- On a Sunday in May 1842 one the worst accidents in French railway history happened near Meudon: 164 victims; the 55 dead were burnt alive (see Versailles train crash). After this incident the company no longer locked doors on passenger coaches.
- On 22 October 1895 an express train originating from Granville traversed Montparnasse station, ploughed into the buffers, wrecked the station building's front wall and dropped to the ground on the street below. The only victim was a news agent who was crushed by the locomotive.
- In 1881 there were 2064 railway related accidents: 185 derailings, 190 collisions, 692 accidents on the line. 512 passengers died in these accidents, 1/10 of those who died in accidents on stagecoaches.
In 1851 the Ouest's Paris terminus, the Gare Saint-Lazare, was enlarged to comprise six groups for each main destination served:
- Group I & II: Versailles
- Group III: Auteuil
- Group IV: Argenteuil
- Group V: Saint-Germain-en-Laye
- Group VI: Rouen, Le Havre & Dieppe (the line to Caen served by this group was not opened until 1855)
La Ligne d'Auteuil
|St Lazare station was by 1931 dealing with 13.2 million passengers annually compared to merely 3 million in average in the other Parisian stations. In 1854 L'Ouest opened a typically Parisian line; 'La Ligne d'Auteuil'. This line started within Paris and ended in Paris, serving the Parisian inhabitants mainly for work purposes. The line was 7 kilometres long (4.3 mi) and served St Lazare, Bâtignoles, Courcelles-Levallois, Neuilly Porte-Maillot, Avenue du Bois de Boulogne, Avenue Henri-Martin, Boulainvilliers, Passy and Auteuil. The line was built in a cutting, removing the need for any level crossing, which was the first line of its kind. The line also boasted elegant station buildings such as the Auteuil terminus and Courcelles-Levallois station. All stations were built above the line with access to the platforms. The line was part of the Petite Ceinture circular line, which linked all Parisian termini for freight purposes.|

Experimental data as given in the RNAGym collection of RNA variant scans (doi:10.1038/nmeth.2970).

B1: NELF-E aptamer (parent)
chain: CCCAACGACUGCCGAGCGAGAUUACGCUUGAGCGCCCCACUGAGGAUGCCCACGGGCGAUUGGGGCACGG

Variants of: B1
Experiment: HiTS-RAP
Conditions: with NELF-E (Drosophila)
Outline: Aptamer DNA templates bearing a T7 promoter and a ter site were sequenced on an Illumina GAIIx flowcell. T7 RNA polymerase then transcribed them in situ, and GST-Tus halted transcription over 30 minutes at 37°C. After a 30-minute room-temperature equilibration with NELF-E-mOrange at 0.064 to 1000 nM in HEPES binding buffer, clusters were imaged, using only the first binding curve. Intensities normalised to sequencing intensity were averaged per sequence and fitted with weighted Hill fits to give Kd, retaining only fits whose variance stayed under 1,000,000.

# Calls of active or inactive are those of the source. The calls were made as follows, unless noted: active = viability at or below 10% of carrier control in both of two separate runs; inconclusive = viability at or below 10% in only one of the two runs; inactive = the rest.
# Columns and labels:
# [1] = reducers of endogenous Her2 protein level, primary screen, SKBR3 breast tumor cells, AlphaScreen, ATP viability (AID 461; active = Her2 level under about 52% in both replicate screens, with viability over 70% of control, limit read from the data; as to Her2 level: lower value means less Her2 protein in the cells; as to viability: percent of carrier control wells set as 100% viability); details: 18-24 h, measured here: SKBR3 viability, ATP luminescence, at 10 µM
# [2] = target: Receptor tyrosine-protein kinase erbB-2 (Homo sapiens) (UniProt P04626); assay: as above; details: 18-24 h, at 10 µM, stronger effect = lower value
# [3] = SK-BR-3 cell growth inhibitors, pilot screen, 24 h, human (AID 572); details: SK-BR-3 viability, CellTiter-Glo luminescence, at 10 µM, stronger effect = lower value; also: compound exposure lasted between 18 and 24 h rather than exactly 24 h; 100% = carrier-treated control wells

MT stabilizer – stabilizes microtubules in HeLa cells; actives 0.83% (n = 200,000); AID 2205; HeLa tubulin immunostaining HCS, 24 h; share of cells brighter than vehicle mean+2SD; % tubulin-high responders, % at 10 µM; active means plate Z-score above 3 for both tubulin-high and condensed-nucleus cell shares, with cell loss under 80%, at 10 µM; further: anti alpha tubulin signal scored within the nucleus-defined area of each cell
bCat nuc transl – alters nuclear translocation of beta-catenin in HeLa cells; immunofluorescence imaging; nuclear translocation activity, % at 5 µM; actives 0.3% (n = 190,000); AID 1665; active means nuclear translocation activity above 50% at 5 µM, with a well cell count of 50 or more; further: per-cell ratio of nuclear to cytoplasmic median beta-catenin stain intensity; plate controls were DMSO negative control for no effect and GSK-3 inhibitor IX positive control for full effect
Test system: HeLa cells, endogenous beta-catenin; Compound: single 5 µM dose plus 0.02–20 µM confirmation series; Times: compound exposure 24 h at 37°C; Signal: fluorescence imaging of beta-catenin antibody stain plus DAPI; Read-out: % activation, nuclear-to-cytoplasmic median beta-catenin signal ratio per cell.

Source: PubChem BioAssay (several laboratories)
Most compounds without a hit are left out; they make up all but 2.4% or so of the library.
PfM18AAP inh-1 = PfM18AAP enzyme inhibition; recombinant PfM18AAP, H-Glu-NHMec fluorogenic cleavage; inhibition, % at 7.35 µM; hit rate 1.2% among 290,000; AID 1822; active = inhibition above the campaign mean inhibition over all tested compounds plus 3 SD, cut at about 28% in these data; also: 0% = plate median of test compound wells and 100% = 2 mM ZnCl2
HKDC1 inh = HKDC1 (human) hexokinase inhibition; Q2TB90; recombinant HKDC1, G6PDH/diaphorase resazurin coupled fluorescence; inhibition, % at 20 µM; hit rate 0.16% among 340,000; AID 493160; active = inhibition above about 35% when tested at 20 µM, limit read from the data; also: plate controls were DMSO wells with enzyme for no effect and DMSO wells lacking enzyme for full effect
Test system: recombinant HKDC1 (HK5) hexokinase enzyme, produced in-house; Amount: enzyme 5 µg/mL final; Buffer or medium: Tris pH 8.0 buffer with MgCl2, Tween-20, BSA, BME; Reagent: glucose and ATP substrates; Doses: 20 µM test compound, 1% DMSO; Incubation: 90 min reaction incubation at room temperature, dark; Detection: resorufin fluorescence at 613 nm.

A sense of identity
As with many other railway companies, the Ouest adopted its own architectural style. Stations in large cities such as Le Havre, Lisieux, Deauville and Paris are unique. More modest halts were graced with 'type' building, which are called 'type Ouest', the best-preserved examples can be found in Dives-sur-Mer and Houlgate. According to the size of the town or village close to the proposed site for the station, a station of a certain size was built. There are three generic types of station buildings; the BV3, BV5 and BV7. BV stands for Bâtiment Voyageur (station building) and the number, the number of doors accessible. The larger the town, the larger the station building.
As well as stations, infrastructure was also in mind when saving money so the Ouest created a level crossing guard house template (see below).
|This section requires expansion. (August 2011)|
In 1893, Jean Jacques Heilmann built a steam-electric locomotive of Do-Do wheel arrangement, which was trialled on the CF de l'Ouest. Named Le Fuseé Electrique (English: The Electric Rocket), it was successful enough that two larger locomotives were constructed in 1897. These were numbered 8001 and 8002. Although considered successful, the design was not proceeded with and all three locomotives were dismantled.
- Joanne, Adolphe (1859). Atlas historique et statistique des chemins de fer français (in French). Paris: L. Hachette. pp. 21–22.
- Direction Générale des Ponts et Chaussées et des Chemins de Fer (1869). Statistique centrale des chemins de fer. Chemins de fer français. Situation au 31 décembre 1869 (in French). Paris: Ministère des Travaux Publics. pp. 146–160.
- History of Triel
- (French) Histoire du réseau ferroviaire français, 1996, Editions de l'Ormet / Imprimerie Bayeusienne Graphique. ISBN 2-906575-22-4
- (French) Le tour du Calvados en 80 cartes, 1996, Direction Départementale de l'Equipement (Calvados).
- (French) Paris et l'Île de France - Tome 1: Les réseaux Est, Nord et Saint-Lazare, 2002, Le Train. ISSN 1267-5008
- (French) Electrification des lignes Paris-Caen-Cherbourg et Paris-Trouville-Deauville, 1996, Conseil Régional de Basse Normandie (Rémy Desquesnes).